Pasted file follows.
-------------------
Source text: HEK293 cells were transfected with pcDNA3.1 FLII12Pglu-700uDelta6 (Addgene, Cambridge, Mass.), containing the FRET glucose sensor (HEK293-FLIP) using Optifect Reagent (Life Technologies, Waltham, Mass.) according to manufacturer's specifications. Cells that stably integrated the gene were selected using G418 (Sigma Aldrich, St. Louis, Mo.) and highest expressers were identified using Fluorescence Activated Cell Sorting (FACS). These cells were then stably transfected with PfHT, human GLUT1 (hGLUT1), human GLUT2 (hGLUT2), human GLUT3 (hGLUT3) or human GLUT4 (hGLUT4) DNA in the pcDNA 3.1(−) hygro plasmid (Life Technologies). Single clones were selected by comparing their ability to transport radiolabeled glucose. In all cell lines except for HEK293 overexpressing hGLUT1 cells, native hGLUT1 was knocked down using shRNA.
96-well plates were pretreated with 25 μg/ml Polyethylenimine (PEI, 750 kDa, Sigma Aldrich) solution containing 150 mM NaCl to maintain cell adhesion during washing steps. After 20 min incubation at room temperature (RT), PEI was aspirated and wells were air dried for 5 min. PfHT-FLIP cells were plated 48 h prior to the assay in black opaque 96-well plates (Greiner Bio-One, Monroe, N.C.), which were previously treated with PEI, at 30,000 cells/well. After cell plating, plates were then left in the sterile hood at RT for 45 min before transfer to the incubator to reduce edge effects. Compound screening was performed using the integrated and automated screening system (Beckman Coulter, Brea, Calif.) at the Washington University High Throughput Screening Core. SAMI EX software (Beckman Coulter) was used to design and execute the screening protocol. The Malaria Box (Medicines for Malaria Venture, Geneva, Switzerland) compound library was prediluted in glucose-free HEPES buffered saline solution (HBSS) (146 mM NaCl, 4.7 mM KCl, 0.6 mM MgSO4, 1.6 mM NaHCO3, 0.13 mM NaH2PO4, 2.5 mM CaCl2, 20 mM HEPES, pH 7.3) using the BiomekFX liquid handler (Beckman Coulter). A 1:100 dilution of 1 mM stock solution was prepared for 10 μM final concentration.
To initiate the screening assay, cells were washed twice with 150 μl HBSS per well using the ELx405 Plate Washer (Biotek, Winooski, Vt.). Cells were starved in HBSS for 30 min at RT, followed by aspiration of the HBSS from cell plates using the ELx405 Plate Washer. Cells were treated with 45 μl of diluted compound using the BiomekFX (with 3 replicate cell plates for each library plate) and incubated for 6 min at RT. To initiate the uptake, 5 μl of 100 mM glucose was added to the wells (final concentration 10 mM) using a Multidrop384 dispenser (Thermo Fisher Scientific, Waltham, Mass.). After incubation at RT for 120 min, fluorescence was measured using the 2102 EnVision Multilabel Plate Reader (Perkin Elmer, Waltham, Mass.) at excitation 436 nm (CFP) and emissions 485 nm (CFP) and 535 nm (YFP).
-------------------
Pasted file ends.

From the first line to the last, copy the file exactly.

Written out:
Source text: HEK293 cells were transfected with pcDNA3.1 FLII12Pglu-700uDelta6 (Addgene, Cambridge, Mass.), containing the FRET glucose sensor (HEK293-FLIP) using Optifect Reagent (Life Technologies, Waltham, Mass.) according to manufacturer's specifications. Cells that stably integrated the gene were selected using G418 (Sigma Aldrich, St. Louis, Mo.) and highest expressers were identified using Fluorescence Activated Cell Sorting (FACS). These cells were then stably transfected with PfHT, human GLUT1 (hGLUT1), human GLUT2 (hGLUT2), human GLUT3 (hGLUT3) or human GLUT4 (hGLUT4) DNA in the pcDNA 3.1(−) hygro plasmid (Life Technologies). Single clones were selected by comparing their ability to transport radiolabeled glucose. In all cell lines except for HEK293 overexpressing hGLUT1 cells, native hGLUT1 was knocked down using shRNA.
96-well plates were pretreated with 25 μg/ml Polyethylenimine (PEI, 750 kDa, Sigma Aldrich) solution containing 150 mM NaCl to maintain cell adhesion during washing steps. After 20 min incubation at room temperature (RT), PEI was aspirated and wells were air dried for 5 min. PfHT-FLIP cells were plated 48 h prior to the assay in black opaque 96-well plates (Greiner Bio-One, Monroe, N.C.), which were previously treated with PEI, at 30,000 cells/well. After cell plating, plates were then left in the sterile hood at RT for 45 min before transfer to the incubator to reduce edge effects. Compound screening was performed using the integrated and automated screening system (Beckman Coulter, Brea, Calif.) at the Washington University High Throughput Screening Core. SAMI EX software (Beckman Coulter) was used to design and execute the screening protocol. The Malaria Box (Medicines for Malaria Venture, Geneva, Switzerland) compound library was prediluted in glucose-free HEPES buffered saline solution (HBSS) (146 mM NaCl, 4.7 mM KCl, 0.6 mM MgSO4, 1.6 mM NaHCO3, 0.13 mM NaH2PO4, 2.5 mM CaCl2, 20 mM HEPES, pH 7.3) using the BiomekFX liquid handler (Beckman Coulter). A 1:100 dilution of 1 mM stock solution was prepared for 10 μM final concentration.
To initiate the screening assay, cells were washed twice with 150 μl HBSS per well using the ELx405 Plate Washer (Biotek, Winooski, Vt.). Cells were starved in HBSS for 30 min at RT, followed by aspiration of the HBSS from cell plates using the ELx405 Plate Washer. Cells were treated with 45 μl of diluted compound using the BiomekFX (with 3 replicate cell plates for each library plate) and incubated for 6 min at RT. To initiate the uptake, 5 μl of 100 mM glucose was added to the wells (final concentration 10 mM) using a Multidrop384 dispenser (Thermo Fisher Scientific, Waltham, Mass.). After incubation at RT for 120 min, fluorescence was measured using the 2102 EnVision Multilabel Plate Reader (Perkin Elmer, Waltham, Mass.) at excitation 436 nm (CFP) and emissions 485 nm (CFP) and 535 nm (YFP).